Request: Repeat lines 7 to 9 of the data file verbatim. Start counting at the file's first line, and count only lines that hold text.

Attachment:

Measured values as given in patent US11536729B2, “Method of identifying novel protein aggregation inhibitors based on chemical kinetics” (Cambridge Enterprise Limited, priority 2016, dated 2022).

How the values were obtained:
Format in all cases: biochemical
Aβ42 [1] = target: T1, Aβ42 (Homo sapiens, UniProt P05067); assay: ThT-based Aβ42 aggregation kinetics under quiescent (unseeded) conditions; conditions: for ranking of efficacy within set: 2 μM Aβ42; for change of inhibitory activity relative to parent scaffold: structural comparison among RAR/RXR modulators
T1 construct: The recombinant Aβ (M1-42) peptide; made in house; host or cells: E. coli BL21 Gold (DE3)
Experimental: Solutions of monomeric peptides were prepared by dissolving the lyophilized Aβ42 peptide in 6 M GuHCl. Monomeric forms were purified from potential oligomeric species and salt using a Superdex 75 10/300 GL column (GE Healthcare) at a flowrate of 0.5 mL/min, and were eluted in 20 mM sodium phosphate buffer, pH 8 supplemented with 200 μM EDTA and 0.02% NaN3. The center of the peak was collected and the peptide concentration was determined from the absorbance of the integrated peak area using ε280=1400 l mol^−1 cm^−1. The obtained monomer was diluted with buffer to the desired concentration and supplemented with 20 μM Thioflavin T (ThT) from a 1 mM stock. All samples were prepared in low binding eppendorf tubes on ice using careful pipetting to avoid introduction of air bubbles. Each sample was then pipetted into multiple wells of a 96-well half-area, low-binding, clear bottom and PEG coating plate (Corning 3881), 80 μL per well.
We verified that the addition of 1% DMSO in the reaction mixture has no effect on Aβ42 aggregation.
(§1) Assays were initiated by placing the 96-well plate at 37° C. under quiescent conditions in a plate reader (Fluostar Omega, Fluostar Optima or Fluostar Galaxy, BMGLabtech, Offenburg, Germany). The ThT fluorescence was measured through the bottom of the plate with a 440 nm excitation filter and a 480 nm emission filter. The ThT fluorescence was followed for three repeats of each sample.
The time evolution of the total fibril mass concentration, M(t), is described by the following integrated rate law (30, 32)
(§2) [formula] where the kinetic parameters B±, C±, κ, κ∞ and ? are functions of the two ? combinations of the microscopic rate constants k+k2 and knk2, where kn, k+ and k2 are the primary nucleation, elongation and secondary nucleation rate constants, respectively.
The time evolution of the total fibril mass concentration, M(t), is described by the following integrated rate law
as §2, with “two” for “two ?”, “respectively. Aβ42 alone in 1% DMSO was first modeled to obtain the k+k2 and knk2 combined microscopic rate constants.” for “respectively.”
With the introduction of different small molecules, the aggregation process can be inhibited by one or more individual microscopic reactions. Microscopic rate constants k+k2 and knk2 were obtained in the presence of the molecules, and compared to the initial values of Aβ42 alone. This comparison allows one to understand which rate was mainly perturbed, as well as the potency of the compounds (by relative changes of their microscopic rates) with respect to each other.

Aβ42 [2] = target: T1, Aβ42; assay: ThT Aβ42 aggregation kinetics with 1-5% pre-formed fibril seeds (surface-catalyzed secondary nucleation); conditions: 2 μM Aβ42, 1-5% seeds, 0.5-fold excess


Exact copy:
We verified that the addition of 1% DMSO in the reaction mixture has no effect on Aβ42 aggregation.
(§1) Assays were initiated by placing the 96-well plate at 37° C. under quiescent conditions in a plate reader (Fluostar Omega, Fluostar Optima or Fluostar Galaxy, BMGLabtech, Offenburg, Germany). The ThT fluorescence was measured through the bottom of the plate with a 440 nm excitation filter and a 480 nm emission filter. The ThT fluorescence was followed for three repeats of each sample.
The time evolution of the total fibril mass concentration, M(t), is described by the following integrated rate law (30, 32)